[0020] Upon further research, the inventors discovered that this neutral chitosan solution acts as both an antihistaminic and an anti-allergic substance. Until this discovery, no naturally occurring macromolecular substance had been known to be antihistaminic. When an aqueous chitosan solution is applied to the skin or to the mucous membranes, substantially no chitosan is absorbed into the bloodstream, because chitosan is a macromolecular substance having a molecular weight on the order of 104. Accordingly, chitosan accumulates in the skin or mucous membranes in which histamines have been released and acts as a long-lasting antihistaminic agent, but it exhibits almost none of the general side effects exhibited by the commonly used antihistamine drugs. Furthermore, chitosan does not exhibit the side effects of steroids. Therefore, chitosan is an extremely effective medicament for allergic dermatitis such as atopic dermatitis.

[0021] The present invention was achieved on the basis of this finding.

SUMMARY OF THE INVENTION

[0022] According to a first aspect of the present invention, there is provided a therapeutic composition for allergic dermatitis comprising an aqueous solution of a naturally occurring macromolecular substance which exhibits antihistaminic activity and anti-allergic activity.

[0023] Preferably, the naturally occurring macromolecular substance is chitosan.

[0024] Preferably, the naturally occurring macromolecular substance is chitosan, and the aqueous solution is neutral.

[0025] Preferably, the naturally occurring macromolecular substance is squid chitosan.

[0026] Preferably, the naturally occurring macromolecular substance is squid chitosan which has a percent deacylation of 75% or more.

[0027] According to a second aspect of the present invention, there is provided a method for treating allergic skin disorders comprising administering an effective amount of a therapeutic composition comprising an aqueous solution of a naturally occurring macromolecular substance which exhibits anti-histaminic activity and anti-allergic activity.

BRIEF DESCRIPTION OF THE DRAWINGS

[0028]FIG. 1 shows the inhibitory activity on histamine-induced contractions in guinea pig intestine; and

[0029]FIG. 2 shows the allergic reaction inhibitory activity in skin from the back of a rat.

DETAILED DESCRIPTION OF THE PREFERRED EMBODIMENTS

[0030] Below is described an experiment conducted on the composition of this invention regarding antihistaminic activity, as well as an experiment testing its anti-allergic activity on a rat.

[0031] Experiment regarding Antihistaminic Activity

[0032] Method

[0033] Preparation of chitosan solution: Powdered chitosan (1.0 g) was added to 1.0 g of sodium L-glutaminate dissolved in 47.0 g of water, to thereby prepare a suspension. A separately prepared solution in which 0.5 g of L-glutaminate had been dissolved in 50.0 g of water was added to the suspension, to thereby prepare a 1% chitosan solution.

[0034] Chitosan samples: This experiment employed chitosan sample 1 (percent deacylation: 99%), chitosan sample 2 (percent deacylation: 87%), and diphenhydramine as a positive control.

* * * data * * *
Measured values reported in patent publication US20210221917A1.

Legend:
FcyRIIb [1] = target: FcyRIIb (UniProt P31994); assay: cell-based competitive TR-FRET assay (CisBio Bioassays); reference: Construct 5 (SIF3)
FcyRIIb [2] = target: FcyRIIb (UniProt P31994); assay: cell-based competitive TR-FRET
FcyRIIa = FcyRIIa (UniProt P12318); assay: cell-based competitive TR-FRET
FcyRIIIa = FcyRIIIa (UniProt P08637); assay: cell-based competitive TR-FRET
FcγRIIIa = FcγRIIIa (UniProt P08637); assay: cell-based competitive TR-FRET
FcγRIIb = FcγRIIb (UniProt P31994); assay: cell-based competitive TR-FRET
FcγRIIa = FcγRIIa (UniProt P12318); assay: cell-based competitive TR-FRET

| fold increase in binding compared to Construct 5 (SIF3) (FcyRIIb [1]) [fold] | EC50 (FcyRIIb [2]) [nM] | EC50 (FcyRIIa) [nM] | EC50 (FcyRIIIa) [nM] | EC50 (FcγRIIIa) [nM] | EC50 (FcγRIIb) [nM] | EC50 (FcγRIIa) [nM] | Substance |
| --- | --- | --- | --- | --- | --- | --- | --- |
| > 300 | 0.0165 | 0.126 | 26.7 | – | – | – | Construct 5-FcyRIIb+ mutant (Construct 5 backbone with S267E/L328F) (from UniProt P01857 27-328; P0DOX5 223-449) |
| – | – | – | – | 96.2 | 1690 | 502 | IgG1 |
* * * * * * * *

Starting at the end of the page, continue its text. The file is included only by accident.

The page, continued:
[0035] Action on contraction reaction induced by histamine in an ileum sample extracted from a guinea pig: A male Hartley guinea pig (body weight: between 300 and 400 g) was sacrificed after fasting for 24 hours, and its ileum was extracted immediately thereafter. The extracted ileum was preserved in a vat containing a Tyrode solution. The ileum was cut into pieces having lengths between 1 and 1.5 cm, and the pieces were suspended in a Magnus cup filled with 10 ml of a Tyrode solution. A gas mixture (95% O2, 5% CO2) was allowed to flow through the cup continuously, and the temperature was maintained at 37 C. One end of each ileum specimen was fixed to the bottom of the cup, and the other end was connected to an isotonic transducer, with the tension of the specimen being set 1 g. The contraction (or relaxation) value was amplified by an input box and recorded onto a recorder. Histamine training was performed after the ileum was allowed to rest in the Magnus cup for 30 minutes. Briefly, histamine was added to the cup in different concentrations, and percent contraction was measured. This procedure was repeated until reproducibility was obtained; that is, until the same contraction rates were obtained for the same amount of histamine. Next, 0.1 ml of the chitosan solution was added to the cup. After the cup was allowed to stand for five minutes, histamine was added in a cumulative manner. A control experiment was also carried out, in which 0.1 ml of a buffer solution was added before addition of chitosan. The pA2 value was calculated by use of the Takayanagi method generally used in pharmacology. Histamine training and cumulative administration: First, 0.1 ml of a 10−5 gram/ml histamine solution (final concentration: 10−7 g/ml) was allowed to act on the ileum specimen. Until contraction became constant, a cycle of washing the specimen and administering the histamine solution was performed repeatedly. Next, in a sequential and cumulative manner, 0.1, 0.2, 0.3, and 0.5 ml doses of a 1031 6 g/ml histamine solution and then a 0.1 ml dose of a 10−5 g/ml solution were administered to the ileum specimen.